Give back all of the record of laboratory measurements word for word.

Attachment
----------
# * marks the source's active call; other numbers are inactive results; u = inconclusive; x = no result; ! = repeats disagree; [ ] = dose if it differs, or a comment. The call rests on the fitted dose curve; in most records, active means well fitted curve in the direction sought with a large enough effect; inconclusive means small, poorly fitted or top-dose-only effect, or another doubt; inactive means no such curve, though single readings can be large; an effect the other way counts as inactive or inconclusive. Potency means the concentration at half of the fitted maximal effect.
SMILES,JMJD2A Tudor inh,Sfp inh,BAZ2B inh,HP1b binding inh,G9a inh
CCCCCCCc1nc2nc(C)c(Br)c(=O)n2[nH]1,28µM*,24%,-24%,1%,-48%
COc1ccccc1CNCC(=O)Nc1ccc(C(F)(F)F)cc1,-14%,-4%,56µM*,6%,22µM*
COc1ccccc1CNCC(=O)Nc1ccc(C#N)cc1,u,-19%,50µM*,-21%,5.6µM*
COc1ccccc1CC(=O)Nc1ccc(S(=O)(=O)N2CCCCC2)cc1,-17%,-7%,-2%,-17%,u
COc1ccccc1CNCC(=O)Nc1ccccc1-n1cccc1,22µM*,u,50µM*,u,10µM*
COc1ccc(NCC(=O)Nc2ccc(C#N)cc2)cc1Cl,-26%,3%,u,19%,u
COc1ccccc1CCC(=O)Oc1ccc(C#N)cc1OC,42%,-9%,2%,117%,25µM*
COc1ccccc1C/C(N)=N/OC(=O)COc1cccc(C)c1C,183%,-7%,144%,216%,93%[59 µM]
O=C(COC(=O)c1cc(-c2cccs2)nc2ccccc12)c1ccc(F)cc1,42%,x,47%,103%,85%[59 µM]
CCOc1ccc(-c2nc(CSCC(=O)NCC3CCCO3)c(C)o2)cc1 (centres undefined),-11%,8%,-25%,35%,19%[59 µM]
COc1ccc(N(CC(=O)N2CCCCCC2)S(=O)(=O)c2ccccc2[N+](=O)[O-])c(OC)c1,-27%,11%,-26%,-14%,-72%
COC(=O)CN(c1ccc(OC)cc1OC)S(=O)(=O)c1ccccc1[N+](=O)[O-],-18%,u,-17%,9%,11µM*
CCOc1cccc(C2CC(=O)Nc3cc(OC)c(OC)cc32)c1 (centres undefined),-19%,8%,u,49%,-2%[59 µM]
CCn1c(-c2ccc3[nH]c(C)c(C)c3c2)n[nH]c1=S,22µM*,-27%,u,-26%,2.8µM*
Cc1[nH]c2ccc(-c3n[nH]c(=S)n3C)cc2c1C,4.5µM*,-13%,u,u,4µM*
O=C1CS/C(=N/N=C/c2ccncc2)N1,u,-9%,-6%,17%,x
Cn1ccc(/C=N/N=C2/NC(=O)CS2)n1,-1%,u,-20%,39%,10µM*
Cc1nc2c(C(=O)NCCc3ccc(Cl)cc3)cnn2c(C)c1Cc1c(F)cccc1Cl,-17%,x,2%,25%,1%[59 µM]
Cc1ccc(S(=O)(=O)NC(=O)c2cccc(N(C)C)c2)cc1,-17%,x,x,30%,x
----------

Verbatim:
# * marks the source's active call; other numbers are inactive results; u = inconclusive; x = no result; ! = repeats disagree; [ ] = dose if it differs, or a comment. The call rests on the fitted dose curve; in most records, active means well fitted curve in the direction sought with a large enough effect; inconclusive means small, poorly fitted or top-dose-only effect, or another doubt; inactive means no such curve, though single readings can be large; an effect the other way counts as inactive or inconclusive. Potency means the concentration at half of the fitted maximal effect.
SMILES,JMJD2A Tudor inh,Sfp inh,BAZ2B inh,HP1b binding inh,G9a inh
CCCCCCCc1nc2nc(C)c(Br)c(=O)n2[nH]1,28µM*,24%,-24%,1%,-48%
COc1ccccc1CNCC(=O)Nc1ccc(C(F)(F)F)cc1,-14%,-4%,56µM*,6%,22µM*
COc1ccccc1CNCC(=O)Nc1ccc(C#N)cc1,u,-19%,50µM*,-21%,5.6µM*
COc1ccccc1CC(=O)Nc1ccc(S(=O)(=O)N2CCCCC2)cc1,-17%,-7%,-2%,-17%,u
COc1ccccc1CNCC(=O)Nc1ccccc1-n1cccc1,22µM*,u,50µM*,u,10µM*
COc1ccc(NCC(=O)Nc2ccc(C#N)cc2)cc1Cl,-26%,3%,u,19%,u
COc1ccccc1CCC(=O)Oc1ccc(C#N)cc1OC,42%,-9%,2%,117%,25µM*
COc1ccccc1C/C(N)=N/OC(=O)COc1cccc(C)c1C,183%,-7%,144%,216%,93%[59 µM]
O=C(COC(=O)c1cc(-c2cccs2)nc2ccccc12)c1ccc(F)cc1,42%,x,47%,103%,85%[59 µM]
CCOc1ccc(-c2nc(CSCC(=O)NCC3CCCO3)c(C)o2)cc1 (centres undefined),-11%,8%,-25%,35%,19%[59 µM]
COc1ccc(N(CC(=O)N2CCCCCC2)S(=O)(=O)c2ccccc2[N+](=O)[O-])c(OC)c1,-27%,11%,-26%,-14%,-72%
COC(=O)CN(c1ccc(OC)cc1OC)S(=O)(=O)c1ccccc1[N+](=O)[O-],-18%,u,-17%,9%,11µM*
CCOc1cccc(C2CC(=O)Nc3cc(OC)c(OC)cc32)c1 (centres undefined),-19%,8%,u,49%,-2%[59 µM]
CCn1c(-c2ccc3[nH]c(C)c(C)c3c2)n[nH]c1=S,22µM*,-27%,u,-26%,2.8µM*
Cc1[nH]c2ccc(-c3n[nH]c(=S)n3C)cc2c1C,4.5µM*,-13%,u,u,4µM*
O=C1CS/C(=N/N=C/c2ccncc2)N1,u,-9%,-6%,17%,x
Cn1ccc(/C=N/N=C2/NC(=O)CS2)n1,-1%,u,-20%,39%,10µM*
Cc1nc2c(C(=O)NCCc3ccc(Cl)cc3)cnn2c(C)c1Cc1c(F)cccc1Cl,-17%,x,2%,25%,1%[59 µM]
Cc1ccc(S(=O)(=O)NC(=O)c2cccc(N(C)C)c2)cc1,-17%,x,x,30%,x